Last week was Thanksgiving, the time-honored American holiday where families gather around tables to partake in a sumptuous feast and reflect with gratitude on the blessings of our creator in the previous year.
That time-honored tradition comes, of course, after the other time-honored tradition of mild panic that the house isn’t going to be ready for the aforementioned sumptuous feast.
If you’ve hosted Thanksgiving at your home, you know exactly what I’m talking about. Last week we were scheduled to have fifteen people at our house (a last minute sickness bumped it down to a dozen). But on Wednesday night and much of Thursday, it was all-hands-on-deck to get the place company-ready. We vacuumed. We dusted. We straightened. We cooked. We scrubbed. We fretted.
And by “we” I mean “not quite we.” Because you know as well as I do that there are varying stages of “we” when it comes to preparing a house for the general public. Here’s how the breakdown normally happens:
- Mom. The one who is most emotionally and physically invested in the event. From the stairway to the stuffing, she’s generally the one sweating the details.
- Dad. The one who is still invested, but several degrees less so than Mom. In my house, I definitely don’t know how to call all of the Thanksgiving Day plays, but I can usually run ’em with clear directions.
- The Kids. The ones who “have to do everything around here!” And by “everything” I mean look at the pile of YOUR clothing that has been sitting on the kitchen table since several American fashion cycles ago. Yes. THOSE clothes. Yes. THEY ARE YOURS. Take them to your room. NO THAT IS NOT “EVERYTHING AROUND HERE” WHAT DO YOU PEOPLE THINK WE’VE BEEN DOING ALL DAY WHILE YOU PLAY ON THE TWITTER?!?
- The Guests. These are people who have zero skin in the game; they’re generally just happy to be in your house (and subsequently, didn’t have to clean theirs). They can overlook a dish towel that might not be creased properly, a spot on the silverware, or a side dish that didn’t come out of the oven right on time. They’re there because they enjoy you and your hospitality; not your ability to present a meal and a home that would make HGTV weep with tears of doily-festooned joy.
But let’s go back to the kids, shall we? (Yes. We shall.) I had a bit of a revelation during the Turkey Day Cleaning Fiasco, and it was this: these people don’t own this house. Oh yes, they live there. That’s where their birthday cards show up. That’s the place where they sleep and eat and shower and get free wifi. The parents own the house, and so it is the parents that generally care more about what the house looks like when company comes over. The parents are the ones having a giblet-fueled meltdown over kids that are planted firmly on the couch while the Housecleaning Frenzy is going on around them. The parents may or may not sound a little insane like this person.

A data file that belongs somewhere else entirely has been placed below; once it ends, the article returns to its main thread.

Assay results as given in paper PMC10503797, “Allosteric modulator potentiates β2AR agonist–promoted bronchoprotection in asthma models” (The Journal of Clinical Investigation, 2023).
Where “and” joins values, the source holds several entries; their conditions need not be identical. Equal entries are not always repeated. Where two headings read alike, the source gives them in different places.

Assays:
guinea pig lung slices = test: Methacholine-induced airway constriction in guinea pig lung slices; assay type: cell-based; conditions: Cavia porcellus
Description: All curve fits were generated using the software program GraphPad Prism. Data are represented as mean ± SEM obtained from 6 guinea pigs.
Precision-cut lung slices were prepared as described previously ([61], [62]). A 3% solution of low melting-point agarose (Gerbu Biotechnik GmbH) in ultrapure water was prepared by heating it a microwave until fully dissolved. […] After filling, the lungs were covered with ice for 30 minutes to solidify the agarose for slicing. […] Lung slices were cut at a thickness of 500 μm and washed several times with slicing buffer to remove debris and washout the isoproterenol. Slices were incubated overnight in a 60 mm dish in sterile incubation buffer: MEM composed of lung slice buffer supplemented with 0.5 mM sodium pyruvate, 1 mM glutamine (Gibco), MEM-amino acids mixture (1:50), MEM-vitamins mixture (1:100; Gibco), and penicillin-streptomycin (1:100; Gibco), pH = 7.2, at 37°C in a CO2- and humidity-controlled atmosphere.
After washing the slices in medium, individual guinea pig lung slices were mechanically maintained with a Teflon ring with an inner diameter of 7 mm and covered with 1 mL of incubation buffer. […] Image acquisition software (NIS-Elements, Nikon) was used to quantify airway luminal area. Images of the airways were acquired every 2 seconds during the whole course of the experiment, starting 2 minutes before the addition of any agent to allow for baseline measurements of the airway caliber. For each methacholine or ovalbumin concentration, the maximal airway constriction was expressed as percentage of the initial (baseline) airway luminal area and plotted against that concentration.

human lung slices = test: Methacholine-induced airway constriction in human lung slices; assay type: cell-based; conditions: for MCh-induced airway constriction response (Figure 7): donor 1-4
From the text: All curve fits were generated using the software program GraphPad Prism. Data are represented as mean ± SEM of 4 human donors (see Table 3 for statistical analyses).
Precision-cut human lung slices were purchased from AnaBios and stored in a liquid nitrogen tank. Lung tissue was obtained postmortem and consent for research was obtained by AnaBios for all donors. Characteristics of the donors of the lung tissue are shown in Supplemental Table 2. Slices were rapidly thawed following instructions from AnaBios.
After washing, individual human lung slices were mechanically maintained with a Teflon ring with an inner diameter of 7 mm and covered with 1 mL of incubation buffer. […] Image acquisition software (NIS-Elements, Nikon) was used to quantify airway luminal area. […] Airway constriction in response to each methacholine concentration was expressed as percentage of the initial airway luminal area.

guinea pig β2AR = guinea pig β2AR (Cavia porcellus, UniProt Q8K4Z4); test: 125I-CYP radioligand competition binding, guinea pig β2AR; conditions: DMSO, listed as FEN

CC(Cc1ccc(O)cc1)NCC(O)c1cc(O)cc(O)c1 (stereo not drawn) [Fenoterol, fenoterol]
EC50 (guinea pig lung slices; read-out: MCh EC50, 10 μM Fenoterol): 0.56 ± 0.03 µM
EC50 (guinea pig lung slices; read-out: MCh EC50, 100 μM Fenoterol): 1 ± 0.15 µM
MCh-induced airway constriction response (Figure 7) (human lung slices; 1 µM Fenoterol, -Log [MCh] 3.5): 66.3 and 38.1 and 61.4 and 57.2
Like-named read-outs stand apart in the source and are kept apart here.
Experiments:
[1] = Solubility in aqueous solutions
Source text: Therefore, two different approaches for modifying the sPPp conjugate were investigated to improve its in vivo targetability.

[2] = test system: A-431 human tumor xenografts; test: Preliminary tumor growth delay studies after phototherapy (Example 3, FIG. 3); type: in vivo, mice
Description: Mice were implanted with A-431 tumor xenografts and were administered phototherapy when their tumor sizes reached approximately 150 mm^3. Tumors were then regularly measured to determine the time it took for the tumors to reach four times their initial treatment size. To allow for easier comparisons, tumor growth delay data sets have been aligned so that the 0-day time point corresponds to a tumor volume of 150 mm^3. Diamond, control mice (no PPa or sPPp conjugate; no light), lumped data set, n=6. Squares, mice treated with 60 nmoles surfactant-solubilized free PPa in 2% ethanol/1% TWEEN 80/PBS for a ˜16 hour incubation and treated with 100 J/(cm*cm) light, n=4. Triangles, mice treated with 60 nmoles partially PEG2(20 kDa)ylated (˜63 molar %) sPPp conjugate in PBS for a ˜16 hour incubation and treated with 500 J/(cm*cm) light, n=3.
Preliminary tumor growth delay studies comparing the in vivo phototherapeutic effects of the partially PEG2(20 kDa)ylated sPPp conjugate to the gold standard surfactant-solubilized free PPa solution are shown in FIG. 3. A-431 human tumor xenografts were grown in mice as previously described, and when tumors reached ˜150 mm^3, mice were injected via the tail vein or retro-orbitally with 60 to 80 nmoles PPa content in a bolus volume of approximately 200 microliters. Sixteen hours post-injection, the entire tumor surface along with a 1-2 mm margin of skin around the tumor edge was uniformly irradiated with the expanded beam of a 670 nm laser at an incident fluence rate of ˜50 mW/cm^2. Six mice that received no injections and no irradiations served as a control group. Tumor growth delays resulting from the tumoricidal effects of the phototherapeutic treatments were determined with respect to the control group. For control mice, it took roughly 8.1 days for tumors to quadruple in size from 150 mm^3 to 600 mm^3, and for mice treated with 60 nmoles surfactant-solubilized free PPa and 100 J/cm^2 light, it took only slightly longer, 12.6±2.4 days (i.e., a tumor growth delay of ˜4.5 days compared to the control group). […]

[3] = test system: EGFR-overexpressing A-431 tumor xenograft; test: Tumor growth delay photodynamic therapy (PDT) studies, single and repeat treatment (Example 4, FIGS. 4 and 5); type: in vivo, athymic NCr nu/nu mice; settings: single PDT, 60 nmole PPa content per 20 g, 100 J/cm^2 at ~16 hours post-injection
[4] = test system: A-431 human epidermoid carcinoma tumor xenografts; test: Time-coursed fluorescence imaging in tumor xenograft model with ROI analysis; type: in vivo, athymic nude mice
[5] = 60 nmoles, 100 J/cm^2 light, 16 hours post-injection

What does this have to do with the church?
A lot, actually. Because bit of revelation #2 came shortly thereafter: this is the struggle of a church guest service team.
You have Mom, usually the team director. He or she carries the weight of getting it right. Mom notices every scrap of paper, every flawed system, every guest that threatens to fall through the cracks.
Dad is all too happy to do what he’s told, he just needs clear directions. He may not always see the scrap of paper, but he doesn’t mind picking it up when it’s pointed out.
The Guests are typically just grateful for the hospitality. They may see the scrap of paper, as well, but they’ll be willing to overlook it as long as people are friendly, outgoing, and seem to care about their experience.
Which leaves us with The Kids. The Kids might make up the majority of your congregation (maybe even the majority of your staff team). They don’t see the piece of paper. “What piece of paper?” “That’s not my piece of paper.” “Why should I have to pick up that piece of paper?”
It all comes down to ownership.
One of my dad’s favorite stories stems from the first week that Merriem and I were married. We were moving into our first apartment, and as my father and father-in-law moved from room to room, loading in boxes and assembling our $20 side tables we’d bought from Wal-Mart, I was following right behind them, turning off lights and shutting doors. Dad just laughed (he still does) and mumbled something about how it was different now that I was paying the bills.
So the question: how do you make the kids the owners? How do you build in a sense of responsibility for everyone on the team, whether or not they’re in charge of the team? Better yet: whether or not they’re even on the team? How do you ensure that every scrap of paper, ever empty toilet paper roll, every smudged entry door, every flawed system, every everything is cared for and owned by those who call your church home?
Tune in next post.